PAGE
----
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College & Adult Education

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College graduates usually earn more than high school graduates. If you are interested in college or have a special skill in any of the subjects that you studied in high school, you should explore options for college or other higher education. Attending a college, university or vocational school is a major life decision for any student—consideration of options and planning your future should start early. If you have a significant disability, this decision may seem overwhelming at times. The following information is designed to help you decide which path is right for you.

Is College Right for You?

Why Go to College?

  • To see life from a different view and have new experiences
  • To explore what you want to do with your life
  • To pursue a particular interest or vocational goal
  • To qualify for jobs that pay more
  • To stay among friends who are going to college

Academic Life in College

  • Classes meet less often and for fewer hours
  • Entire courses completed in 16 weeks or less
  • Relies on earlier learning in high school
  • Instruction mainly by lecture
  • Independent reading assignments in addition to lectures
  • More emphasis on understanding theory
  • Using the library effectively more important
  • Less contact with instructors
  • Less individual feedback
  • More academic competition
  • New and increased social pressures

Learning in College

  • Paying attention in class and taking good notes are important.
  • Identifying and comprehending main ideas are important.
  • Effective study and communication skills are important.
  • Students must track their own progress and recognize any need for help.

Grading in College

  • Harder work is required for an A or B; C is an average grade.
  • Expect major writing assignments.
  • Exam questions may be difficult to predict and essay exams may be common.
  • Semester grades may be based on just two or three paper and test scores.

Responsibility in College

  • Students are independent and accountable for their behavior both in class and out, including dorms and extracurricular activities. The many choices and decisions to be made require self-evaluation and accepting responsibility. Behavior problems are not tolerated.
  • Students must establish and attain their own goals and must be motivated to succeed.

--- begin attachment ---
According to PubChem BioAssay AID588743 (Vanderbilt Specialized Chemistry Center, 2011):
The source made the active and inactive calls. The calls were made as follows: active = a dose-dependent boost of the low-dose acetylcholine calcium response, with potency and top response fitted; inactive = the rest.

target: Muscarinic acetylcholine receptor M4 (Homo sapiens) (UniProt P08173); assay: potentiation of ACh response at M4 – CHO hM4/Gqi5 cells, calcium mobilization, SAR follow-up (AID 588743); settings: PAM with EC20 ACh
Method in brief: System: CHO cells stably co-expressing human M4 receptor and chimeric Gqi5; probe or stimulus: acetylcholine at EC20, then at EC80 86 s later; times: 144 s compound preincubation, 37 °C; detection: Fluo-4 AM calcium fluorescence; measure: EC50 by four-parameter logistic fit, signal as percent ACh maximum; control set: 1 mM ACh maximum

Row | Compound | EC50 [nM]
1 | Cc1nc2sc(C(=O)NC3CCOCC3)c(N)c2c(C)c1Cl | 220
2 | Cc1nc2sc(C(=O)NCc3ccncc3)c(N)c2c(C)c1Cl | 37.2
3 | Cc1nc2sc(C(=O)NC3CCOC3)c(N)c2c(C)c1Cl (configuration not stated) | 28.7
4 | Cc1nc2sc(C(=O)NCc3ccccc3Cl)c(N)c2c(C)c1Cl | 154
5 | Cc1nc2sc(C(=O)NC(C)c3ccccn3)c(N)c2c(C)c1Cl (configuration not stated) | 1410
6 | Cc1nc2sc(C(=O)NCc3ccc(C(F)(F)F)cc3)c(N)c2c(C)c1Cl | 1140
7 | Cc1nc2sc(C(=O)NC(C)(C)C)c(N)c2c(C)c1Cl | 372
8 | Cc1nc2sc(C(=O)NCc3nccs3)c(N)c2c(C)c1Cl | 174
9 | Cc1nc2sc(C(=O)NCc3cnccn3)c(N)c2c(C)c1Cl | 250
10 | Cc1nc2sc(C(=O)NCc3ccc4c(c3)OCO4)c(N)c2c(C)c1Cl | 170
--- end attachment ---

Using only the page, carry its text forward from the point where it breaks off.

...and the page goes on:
• Students are responsible for time management. More independent reading and studying are required. Students are responsible for independently completing assignments and handing them in on time.
  • There is no resource room—students must be independent and seek assistance when needed.
  • Students have a responsibility to whoever is paying for their education.

Stress in College

  • There are many students on campus and many social activities, but the environment may seem impersonal.
  • Students are expected to know what they want from college, classes, life, etc.
  • The workload and pace are increased.
  • Student must juggle assignments, job and family responsibilities, plus any sports, activities, etc.
  • It is more difficult to earn high grades.

Support and Accommodations in College

  • Most colleges have a disability office and can provide the accommodations that you need to pursue higher education. Accommodations are designed to allow students with a disability to participate in a course or program. In other words, students with disabilities are given an equal opportunity to succeed or fail. However, colleges are not required to provide specific support or accommodations. For example, you may request a textbook on audiotape, but the college may decide to provide you with a reader. Because you can obtain the needed information from a reader, it would be legal for the college to make this decision.
  • If you are receiving services from Rehabilitation Services Administration, request that testing records be sent to the Disability Support Services Office.
  • If you have recently graduated from high school, request copies of any tests related to your disability. You may be able to save time or money by providing them to the Disability Support Services Office.
  • The Disability Support Services Office may request more documentation regarding your disability. You may need to pay for further testing to document your disability. Testing can be expensive, and it may not be covered by health insurance.

Laws Protecting the Rights of Adult Students with Disabilities

The following federal laws protect the rights of adult students with disabilities:

  • Americans with Disabilities Act of 1990 (ADA)—A federal civil rights law that states public or private institutions cannot discriminate on the basis of disability. It helps to implement and enforce Section 504 of the Rehabilitation Act of 1973 and also outlines additional protections for people with disabilities.
  • Section 504 of the Rehabilitation Act of 1973—A federal civil rights law that prohibits any organization that receives money from the federal government from discriminating on the basis of a disability.

Limits to the Law and Personal Responsibility—Students with disabilities are required to meet the same college admissions and academic requirements as students without disabilities. These laws are designed to protect the student’s civil rights to attend and participate equally with students who do not have disabilities. The law does not specify or require a college to provide a particular accommodation, nor does the law consider what would be the best learning environment for a particular student.


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